Who are these people? How do you know this is legit? Have you done business with them? How do you know it’s not a scam? How are you not the result of identity theft? Ask them who they are and contact information. And talk to them like you have no idea who they are or what they’re talking about. They will try to get you to verify information. Do not give them any information and do not confirm anything! And I mean SOMETHING! Remember, you don’t know who they are and they are calling about a debt that you know is owed longer. (See the “Don’t acknowledge the debt!” section below.) Just get information from them, stop, and then do your research first. They will try to use any information you give them against you. Warn other family members or roommates not to give them information.
Don’t assume you owe this debt (or that they can prove it).
Just because a zombie debt collector calls you doesn’t mean you owe the debt. Don’t believe for a second that the original bank or debt collector has all their documents and evidence together. Besides being barred by the statute of limitations, the debt could have been discharged in bankruptcy, or settled by agreement with the bank.
Remember the Robo-Signing scandal where bank employees signed affidavits without verifying any of the information in them? Financial institutions, including zombie debt collectors, can be careless and may never verify any of the information they have. After all, their goal is to get you to pay them anything and they have no intention of ever filing a lawsuit. They trust that consumers do not know their rights and hope that no one calls them.
Can they prove they bought this debt? They must prove that you legally owe this debt, that they legally purchased this debt, and that the debt was legally transferred to them. They would need to prove this in court if they were to file a lawsuit, unless you ignore it and they get a default judgment against you.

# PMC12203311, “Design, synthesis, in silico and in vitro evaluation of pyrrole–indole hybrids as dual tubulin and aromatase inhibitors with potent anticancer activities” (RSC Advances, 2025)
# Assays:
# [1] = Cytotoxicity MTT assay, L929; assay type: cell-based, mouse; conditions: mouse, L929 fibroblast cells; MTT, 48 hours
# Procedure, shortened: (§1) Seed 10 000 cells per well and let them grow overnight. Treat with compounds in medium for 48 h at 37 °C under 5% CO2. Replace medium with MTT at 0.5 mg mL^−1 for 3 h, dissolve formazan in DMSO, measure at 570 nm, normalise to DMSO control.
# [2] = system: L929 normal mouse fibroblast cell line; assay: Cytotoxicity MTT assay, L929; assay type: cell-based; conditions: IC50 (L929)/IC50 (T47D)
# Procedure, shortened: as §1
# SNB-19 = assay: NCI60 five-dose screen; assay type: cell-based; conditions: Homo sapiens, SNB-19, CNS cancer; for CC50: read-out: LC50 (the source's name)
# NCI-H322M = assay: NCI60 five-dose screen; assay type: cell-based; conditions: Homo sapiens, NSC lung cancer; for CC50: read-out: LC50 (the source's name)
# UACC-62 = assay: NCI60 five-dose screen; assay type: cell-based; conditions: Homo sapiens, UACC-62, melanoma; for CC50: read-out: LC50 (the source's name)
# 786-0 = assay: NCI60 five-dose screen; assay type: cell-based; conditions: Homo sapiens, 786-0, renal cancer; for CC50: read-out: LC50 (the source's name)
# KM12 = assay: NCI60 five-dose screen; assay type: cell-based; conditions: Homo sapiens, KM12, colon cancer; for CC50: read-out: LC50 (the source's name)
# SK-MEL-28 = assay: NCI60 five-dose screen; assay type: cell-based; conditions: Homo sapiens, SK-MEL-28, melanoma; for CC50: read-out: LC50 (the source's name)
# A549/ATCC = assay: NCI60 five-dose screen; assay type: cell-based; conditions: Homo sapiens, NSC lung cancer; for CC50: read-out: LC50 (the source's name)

Don’t assume they have the right person.
In most cases, debt collectors do not have current contact information. They have any information in the account from years ago. They will then try to track down the right person. As you can guess, they often don’t have the right person and are just fishing around. So even if you had a credit card from the bank they’re asking about, it doesn’t mean they have the right person. This is another reason not to talk to them or give them any information.
Determine if the statute of limitations has expired.
I called the debt collector on my friend’s behalf and they tried to tell me that the statute of limitations runs from the date of the last activity on the account, which was when the original creditor charged the debt. Statutes of limitation are laws that set the time within which a lawsuit must be filed, after which no lawsuit can be filed regardless of whether a cause of action existed. In other words, if you do not file a lawsuit within the time specified by the statute of limitations, the court will not allow you to bring an action.
First of all, this makes no sense, because the creditor would be checking the statute of limitations while waiting to charge the debt. Could you imagine a creditor filing a lawsuit 40 years later because they still haven’t decided to default on the debt? In California, the statute of limitations begins on the date of default, which is the date the consumer should have made a payment, but did not. This puts the creditor on notice that it must take action to collect the debt. The limitation is two years if there is no written agreement between you and your creditor. If there is a written agreement, the limitation is four years. If the creditor obtained a judgment against you in court, the statute of limitations is 10 years, but can be renewed. Statutes of limitations vary widely from state to state, so you should check the laws in your state to determine the time limits applicable to your situation.